Cardboard Box, Clay and Sand

Cardboard boxes are industrially prefabricated boxes, primarily used for packaging goods and materials.

The cardboard was invented in China circa 1600 while the English created the first commercial cardboard box in 1817. It is made of pleated paper, a form of corrugated board, initially serving as lining for men’s hats. Later in the same decade, corrugated cardboard was used to cushion delicate glassware during shipment. “Stronger, lined corrugated cardboard soon followed. American Robert Gair produced the first really efficient cardboard box in 1879. His die-cut and scored box could be stored flat and then easily folded for use. Refinements followed, enabling cardboard cartons to substitute for labor-intensive, space-consuming, and weighty wooden boxes and crates. Since then, cardboard boxes have been widely appreciated for being strong, light, inexpensive, and recyclable.” (Retrieved from “The Strong: National Museum of Play, Cardboard Box-National Toy Hall of Fame,” inducted 2005). Aside from its main purpose, the cardboard box has been very appealing to children in making it a toy.

This “toy” is developmentally appropriate for a child in the 3-5 years age group as this is when a child gains the ability to mentally represent an object that is not present. Cardboard boxes are available everywhere and these offer a wide range of scenes that can be created using the child’s imagination. Castles and cabins, cars and trucks, anything that the children can develop fun stories with will likewise develop their cognitive and socio-emotional skills. The size of the cardboard box, its light weight and flexibility all makes it appealing to the child because he is able to manipulate, cut and change its form to suit every story he creates. Considering cardboard boxes are readily available (and they come in free) in the household, a parent aware of its benefits would eagerly pick this as a toy. Even a teacher who will initially guide the child to play with it and provide other materials such as paint and markers can eventually distance herself and will be able to observe the child for a good 30-40 minutes of exploration and child-directed learning and amusement.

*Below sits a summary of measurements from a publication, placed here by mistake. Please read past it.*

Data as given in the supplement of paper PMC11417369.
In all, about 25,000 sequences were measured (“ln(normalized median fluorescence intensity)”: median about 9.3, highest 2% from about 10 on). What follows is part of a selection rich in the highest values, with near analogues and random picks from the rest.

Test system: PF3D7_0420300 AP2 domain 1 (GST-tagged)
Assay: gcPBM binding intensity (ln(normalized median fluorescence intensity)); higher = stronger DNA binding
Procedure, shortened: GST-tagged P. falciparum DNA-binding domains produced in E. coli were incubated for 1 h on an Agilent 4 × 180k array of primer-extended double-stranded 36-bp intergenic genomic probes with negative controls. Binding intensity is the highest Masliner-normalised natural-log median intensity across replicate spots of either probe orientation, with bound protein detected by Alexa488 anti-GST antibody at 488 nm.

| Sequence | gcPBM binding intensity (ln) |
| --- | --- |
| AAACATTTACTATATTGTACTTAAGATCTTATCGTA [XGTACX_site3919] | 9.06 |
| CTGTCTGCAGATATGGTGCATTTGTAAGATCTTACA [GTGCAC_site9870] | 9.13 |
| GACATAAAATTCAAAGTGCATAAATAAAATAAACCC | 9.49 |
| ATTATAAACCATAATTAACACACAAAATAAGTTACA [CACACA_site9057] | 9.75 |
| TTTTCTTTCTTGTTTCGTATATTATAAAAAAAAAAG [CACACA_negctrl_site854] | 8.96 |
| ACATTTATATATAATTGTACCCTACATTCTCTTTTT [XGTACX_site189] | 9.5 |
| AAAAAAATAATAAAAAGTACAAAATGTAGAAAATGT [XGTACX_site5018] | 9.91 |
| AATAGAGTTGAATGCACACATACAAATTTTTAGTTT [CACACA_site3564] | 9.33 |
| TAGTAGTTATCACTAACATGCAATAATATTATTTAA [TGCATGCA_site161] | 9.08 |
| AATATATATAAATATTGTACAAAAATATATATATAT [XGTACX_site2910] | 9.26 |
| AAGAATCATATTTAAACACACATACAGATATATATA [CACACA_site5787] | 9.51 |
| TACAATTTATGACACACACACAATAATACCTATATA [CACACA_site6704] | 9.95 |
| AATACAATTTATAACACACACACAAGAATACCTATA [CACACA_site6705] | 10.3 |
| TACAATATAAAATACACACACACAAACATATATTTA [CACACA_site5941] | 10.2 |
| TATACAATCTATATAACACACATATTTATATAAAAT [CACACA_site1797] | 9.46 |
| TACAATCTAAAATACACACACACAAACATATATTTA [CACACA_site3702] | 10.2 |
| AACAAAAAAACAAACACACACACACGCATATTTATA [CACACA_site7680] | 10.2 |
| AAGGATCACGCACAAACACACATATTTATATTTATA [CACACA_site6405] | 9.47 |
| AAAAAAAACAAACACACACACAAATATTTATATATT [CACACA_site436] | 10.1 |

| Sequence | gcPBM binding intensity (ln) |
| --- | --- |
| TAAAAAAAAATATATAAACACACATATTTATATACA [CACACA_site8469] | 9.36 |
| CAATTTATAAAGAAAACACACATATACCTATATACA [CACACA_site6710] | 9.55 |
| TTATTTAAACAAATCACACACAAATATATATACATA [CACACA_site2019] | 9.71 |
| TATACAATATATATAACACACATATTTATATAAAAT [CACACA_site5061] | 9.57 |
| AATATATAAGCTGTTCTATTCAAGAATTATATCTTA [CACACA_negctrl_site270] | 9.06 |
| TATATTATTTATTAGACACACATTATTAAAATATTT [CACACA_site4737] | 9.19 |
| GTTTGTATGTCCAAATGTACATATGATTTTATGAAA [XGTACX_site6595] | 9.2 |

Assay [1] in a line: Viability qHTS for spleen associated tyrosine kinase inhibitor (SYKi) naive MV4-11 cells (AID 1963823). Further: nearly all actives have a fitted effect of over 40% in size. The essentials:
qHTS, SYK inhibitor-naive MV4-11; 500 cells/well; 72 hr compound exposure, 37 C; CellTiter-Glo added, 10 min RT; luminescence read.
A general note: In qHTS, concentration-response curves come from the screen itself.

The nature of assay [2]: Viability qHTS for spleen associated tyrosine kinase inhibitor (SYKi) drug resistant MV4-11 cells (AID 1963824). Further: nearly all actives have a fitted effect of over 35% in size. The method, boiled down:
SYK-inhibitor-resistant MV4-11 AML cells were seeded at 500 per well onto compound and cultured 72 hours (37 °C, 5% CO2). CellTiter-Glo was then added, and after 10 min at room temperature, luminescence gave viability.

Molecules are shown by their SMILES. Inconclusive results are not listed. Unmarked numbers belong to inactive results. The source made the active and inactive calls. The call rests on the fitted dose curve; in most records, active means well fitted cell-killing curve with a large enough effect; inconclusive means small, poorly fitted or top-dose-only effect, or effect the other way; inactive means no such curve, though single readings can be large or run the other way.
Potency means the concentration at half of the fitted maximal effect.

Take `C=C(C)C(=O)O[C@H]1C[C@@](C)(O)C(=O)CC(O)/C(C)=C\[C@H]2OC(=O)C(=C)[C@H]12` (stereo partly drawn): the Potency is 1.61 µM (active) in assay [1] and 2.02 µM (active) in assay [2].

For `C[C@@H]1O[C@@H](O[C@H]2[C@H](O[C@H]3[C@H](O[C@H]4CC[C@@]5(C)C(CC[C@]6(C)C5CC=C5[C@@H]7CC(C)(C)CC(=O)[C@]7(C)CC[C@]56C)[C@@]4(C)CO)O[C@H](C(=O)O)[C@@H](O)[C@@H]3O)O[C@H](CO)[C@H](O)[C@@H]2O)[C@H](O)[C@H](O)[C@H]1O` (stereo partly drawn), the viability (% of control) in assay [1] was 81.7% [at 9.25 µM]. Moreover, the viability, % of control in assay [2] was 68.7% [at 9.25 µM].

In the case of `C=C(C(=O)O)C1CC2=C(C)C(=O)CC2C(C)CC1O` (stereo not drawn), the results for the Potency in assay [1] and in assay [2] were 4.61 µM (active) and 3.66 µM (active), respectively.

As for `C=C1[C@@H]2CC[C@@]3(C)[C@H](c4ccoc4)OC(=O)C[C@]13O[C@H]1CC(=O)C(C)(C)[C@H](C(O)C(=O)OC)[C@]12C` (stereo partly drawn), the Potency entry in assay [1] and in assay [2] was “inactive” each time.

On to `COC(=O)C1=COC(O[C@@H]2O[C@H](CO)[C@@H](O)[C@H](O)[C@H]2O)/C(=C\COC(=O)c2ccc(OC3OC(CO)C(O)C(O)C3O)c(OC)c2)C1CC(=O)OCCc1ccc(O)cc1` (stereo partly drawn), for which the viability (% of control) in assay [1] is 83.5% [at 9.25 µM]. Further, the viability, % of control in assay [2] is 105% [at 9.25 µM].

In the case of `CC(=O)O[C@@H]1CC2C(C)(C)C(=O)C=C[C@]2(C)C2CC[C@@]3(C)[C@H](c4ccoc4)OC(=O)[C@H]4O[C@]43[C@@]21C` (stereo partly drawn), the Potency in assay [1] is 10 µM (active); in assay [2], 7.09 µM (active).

Clay dough or play dough is a soft modelling compound played with by children in art activities. This can be created in various ways, mostly involving the mixing of flour, water, salt, baby oil or vegetable oil, and food color. In the 1930’s, this was initially used as wallpaper cleaner and was reworked to modelling clay for use in schools in the 1950’s. 

Clay dough malleability makes it easily manipulated by the little hands of 3-5 year olds. With all its properties, combined with the emerging skills of a young child who is developing fine motor skills, she is readied for more complex coloring, drawing and writing. Activities with clay dough: starting from pounding and squashing it, to turning it into a ball, to rolling it and cutting it into small pieces then making figures as she desires; all help to strengthen the hand muscles and promote bilateral coordination using both hands and arms. This makes it developmentally appropriate for the 3-5 years age group. The variety of colors available makes the clay dough appealing to the child. Combining different colors and making figures stimulates creativity and imagination which likewise entertain and amuse them. Parents would select this toy considering its ingredients are readily available and fun to make with promoting some bonding time. It is also very popular and has become a figure in the school setting for early childhood educators who choose it. In the school setting, a lot of skills can be mastered and developed that are required for more complex skills; pinching develops the pincer grasp for writing, rolling big and small/long and short develops comparing sizes for future math skills, and left to right sequencing of shapes/colors/figures prepares the child for reading skills.